I have a Pandora account that works except on the Internet ready sony receiver.

copied from the sony add: ( all I get is NPR )

Convenient Internet entertainment hub

A built-in Ethernet hub lets you connect the 'DA2800ES to your broadband network and provides three Ethernet ports for your other Internet-ready devices. But easy connections are just the beginning. Access a virtually limitless variety of free music via Internet radio stations from around the world, or choose from a growing variety of online music services like Pandora® Internet radio or Slacker®. This receiver even comes with Netflix® streaming onboard, so you can instantly enjoy your favorite movies and shows. (Registration or subscription may be required.)

#6 Fallen

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Posted 22 February 2013 - 10:59 AM

You've posted on the wrong board (this is the "(how to do) legal research" board. I think you know precisely what you "can" do about it (sue or just complain). But this doesn't mean you have a viable lawsuit.

If the company from which you bought it won't refund or exchange, then you're free to waste time suing Sony for the money. This has nothing to do with a violation of your rights (Sony didn't enter into a contract with you, and it's not as though there was a sticker on the thing saying "this will work anywhere", right?). It's not fraud, but you're free to try and figure out how to get a court to say that they should put a sticker on the device saying "This may not work for your purposes where you live; please see X-Y-Z before you buy."

It shouldn't take dozens of hours for an AV tech to come up with the answer on this, so that may have been a bad judgment call on your part.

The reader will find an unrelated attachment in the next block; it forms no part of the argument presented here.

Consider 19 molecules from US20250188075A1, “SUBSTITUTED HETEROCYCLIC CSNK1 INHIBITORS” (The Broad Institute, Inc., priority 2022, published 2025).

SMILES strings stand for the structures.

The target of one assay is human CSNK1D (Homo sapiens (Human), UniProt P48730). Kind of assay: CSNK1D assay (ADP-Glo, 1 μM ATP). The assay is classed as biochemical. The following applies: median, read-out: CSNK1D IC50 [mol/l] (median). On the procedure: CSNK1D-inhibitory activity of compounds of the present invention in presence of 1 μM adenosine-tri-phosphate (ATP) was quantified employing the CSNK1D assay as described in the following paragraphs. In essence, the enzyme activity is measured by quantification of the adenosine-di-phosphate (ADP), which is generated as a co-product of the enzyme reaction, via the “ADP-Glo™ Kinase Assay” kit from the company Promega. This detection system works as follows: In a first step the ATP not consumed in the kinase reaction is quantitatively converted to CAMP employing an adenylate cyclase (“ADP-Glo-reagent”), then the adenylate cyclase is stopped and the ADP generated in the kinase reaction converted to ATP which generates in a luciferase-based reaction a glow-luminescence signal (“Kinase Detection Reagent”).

I'll echo PG's advisory "warning" with a twist: (Many) legal issues are complicated. Explanations and comments here might not fully identify or explain the ramifications of your particular problem. I do not give legal advice as such (and such is impermissible here at any rate). Comments are based on personal knowledge and experience and legal info gleaned over a quarter century, and every state has differing laws on and avenues to address most topics.  If you need legal advice, you need to consult (and pay) a professional so that you may have someone to hold accountable.  Acting on personal and informational advice from a stranger on the internet is a bad idea -- at least not without your own thorough due dilience/research and confirmation as it applies to your situation.  :)


#7 tt_woofwoof

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Posted 22 February 2013 - 11:43 AM

I posted for intelligent advice not unsound argument, you seem to be full of the second. by the way there is a sticker on it stating just such claims.

I hope there are other posters out there, maybe I did pick the wrong board. In the Past I've been able to find avdice on find law, other than opionated pundits.

#8 pg1067

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Posted 22 February 2013 - 01:22 PM